Regional Picture
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            In summary, the early explorations of the northern half of Quintana Roo reached the numerous coastal sites from the sea. Stephens and Catherwood recorded several sites along the coast and heard of a large interior building [probably one of the pyramids at Coba] (Stephens 1843:280). After a hiatus of nearly 80 years, archaeologists of the Carnegie Institution of Washington prepared detailed reports of Tulum/Tancah and also of Coba, which they reached from Chichen Itza, not the coast.

            These early expeditions indicated that the coastal sites had a distinctive architectural style in the Postclassic, that Tancah and Xelha had earlier (Classic period) architecture, and that Coba was a Classic period site, with dated stelae and with many architectural traits of the Peten. Subsequent work (including González F. (1975), Benavides C. (1976b, 1976c, 1977, 1980b, 1981a, 1981b, 1981d), Benavides et al. (1976), Benavides and Robles C. (1976), Folan et al. (1977, 1982), Peniche Rivero and Folan (1978), Fletcher (1978), Kintz (1978), Cortés de Brasdefer (1981a, 1981b, 1981c), Folan, Kintz, and Fletcher (1983), Navarrete, Con Uribe, & Martínez Muriel (1979), Robles C. (1976a, 1976b), Folan (1977, 1978), Garduño Argueta (1976, 1977, 1979), Gallareta N. (1981, 1984), Sabloff and Andrews V (1985), Robles C. and A. P. Andrews (1985:60, 68), Manzanilla (1987), Fettweis-Vienot (1980), Robles C. (1977, 1980b, 1990)) both refined and added to these fundamentals. The work by Robles on the ceramics of Coba provided a more detailed chronology of Coba and indicated settlement began by 100 B.C. His work confirmed the very modest Late Postclassic occupation there, at a time when the coastal sites had become quite vigorous. By the time of the Spanish contact, a major portion of the population was clustered along the coast. Muyil, Tulum/Tancah, and Xcaret are all approximately the same distance from Coba (43-46 km — about two days walk over cleared trails), all have protected harbors and sea access, and all have architecture earlier than the Postclassic.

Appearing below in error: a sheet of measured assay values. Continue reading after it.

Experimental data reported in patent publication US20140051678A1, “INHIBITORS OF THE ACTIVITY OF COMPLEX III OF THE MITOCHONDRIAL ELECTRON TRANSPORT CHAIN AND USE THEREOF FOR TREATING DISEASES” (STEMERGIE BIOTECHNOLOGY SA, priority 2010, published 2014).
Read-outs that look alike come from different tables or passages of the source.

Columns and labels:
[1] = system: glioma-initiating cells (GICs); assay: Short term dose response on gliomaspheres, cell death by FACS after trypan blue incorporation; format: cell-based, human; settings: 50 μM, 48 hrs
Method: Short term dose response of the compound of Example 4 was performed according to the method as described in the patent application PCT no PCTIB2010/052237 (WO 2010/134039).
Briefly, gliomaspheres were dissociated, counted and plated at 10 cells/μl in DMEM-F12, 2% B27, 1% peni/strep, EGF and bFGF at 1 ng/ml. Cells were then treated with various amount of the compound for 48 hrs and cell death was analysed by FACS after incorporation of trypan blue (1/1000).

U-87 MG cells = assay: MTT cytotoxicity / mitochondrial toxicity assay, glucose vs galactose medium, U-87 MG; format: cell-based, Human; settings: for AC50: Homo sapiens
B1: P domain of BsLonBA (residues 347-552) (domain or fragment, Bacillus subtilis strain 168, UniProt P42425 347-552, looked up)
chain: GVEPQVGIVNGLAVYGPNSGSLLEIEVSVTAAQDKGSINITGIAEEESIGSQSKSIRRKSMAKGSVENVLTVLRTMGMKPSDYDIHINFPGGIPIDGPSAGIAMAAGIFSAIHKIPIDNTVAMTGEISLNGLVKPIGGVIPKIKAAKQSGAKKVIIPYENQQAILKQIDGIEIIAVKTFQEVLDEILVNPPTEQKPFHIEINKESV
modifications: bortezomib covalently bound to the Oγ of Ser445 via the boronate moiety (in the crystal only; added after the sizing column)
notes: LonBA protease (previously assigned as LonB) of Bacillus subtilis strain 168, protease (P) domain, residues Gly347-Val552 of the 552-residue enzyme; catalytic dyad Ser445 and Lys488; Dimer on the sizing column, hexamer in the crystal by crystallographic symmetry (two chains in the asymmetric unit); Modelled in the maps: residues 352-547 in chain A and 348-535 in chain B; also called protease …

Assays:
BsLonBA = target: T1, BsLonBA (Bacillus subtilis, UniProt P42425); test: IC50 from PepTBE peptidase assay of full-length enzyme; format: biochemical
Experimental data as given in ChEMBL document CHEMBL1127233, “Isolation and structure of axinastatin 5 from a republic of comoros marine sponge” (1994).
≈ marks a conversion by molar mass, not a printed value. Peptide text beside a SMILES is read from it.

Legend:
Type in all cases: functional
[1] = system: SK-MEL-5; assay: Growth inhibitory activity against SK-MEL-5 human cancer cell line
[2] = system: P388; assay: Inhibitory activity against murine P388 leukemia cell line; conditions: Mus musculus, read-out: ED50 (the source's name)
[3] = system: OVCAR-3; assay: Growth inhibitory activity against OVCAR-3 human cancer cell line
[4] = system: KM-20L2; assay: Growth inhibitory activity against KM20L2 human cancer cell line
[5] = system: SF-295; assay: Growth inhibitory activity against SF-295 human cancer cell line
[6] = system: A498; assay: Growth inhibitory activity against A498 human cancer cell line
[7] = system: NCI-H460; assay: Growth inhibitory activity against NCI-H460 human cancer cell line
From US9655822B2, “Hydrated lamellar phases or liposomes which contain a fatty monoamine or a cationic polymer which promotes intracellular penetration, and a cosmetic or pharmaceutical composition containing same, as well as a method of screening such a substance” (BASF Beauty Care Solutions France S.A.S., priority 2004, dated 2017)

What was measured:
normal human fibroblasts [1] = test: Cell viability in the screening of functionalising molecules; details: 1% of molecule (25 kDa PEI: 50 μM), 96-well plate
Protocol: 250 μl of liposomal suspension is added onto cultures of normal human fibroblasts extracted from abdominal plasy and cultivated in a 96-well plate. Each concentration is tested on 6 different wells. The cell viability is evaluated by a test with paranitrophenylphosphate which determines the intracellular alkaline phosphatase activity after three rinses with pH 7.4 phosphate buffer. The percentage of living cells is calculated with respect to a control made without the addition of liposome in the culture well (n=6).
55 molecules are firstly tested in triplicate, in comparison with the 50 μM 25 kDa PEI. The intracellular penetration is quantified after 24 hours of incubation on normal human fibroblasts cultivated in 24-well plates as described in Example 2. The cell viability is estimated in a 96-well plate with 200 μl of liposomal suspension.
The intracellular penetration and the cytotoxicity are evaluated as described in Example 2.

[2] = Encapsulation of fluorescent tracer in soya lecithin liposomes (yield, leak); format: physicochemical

In this context, we knew that Muyil had tall Peten-style pyramids and a sacbe. These elements parallel the Classic architecture of Coba and the Peten sites. In addition, we knew that Muyil had typical east-coast style temples of the Postclassic, plus a sea route marked by a Postclassic temple at its midpoint, Vigía del Lago.


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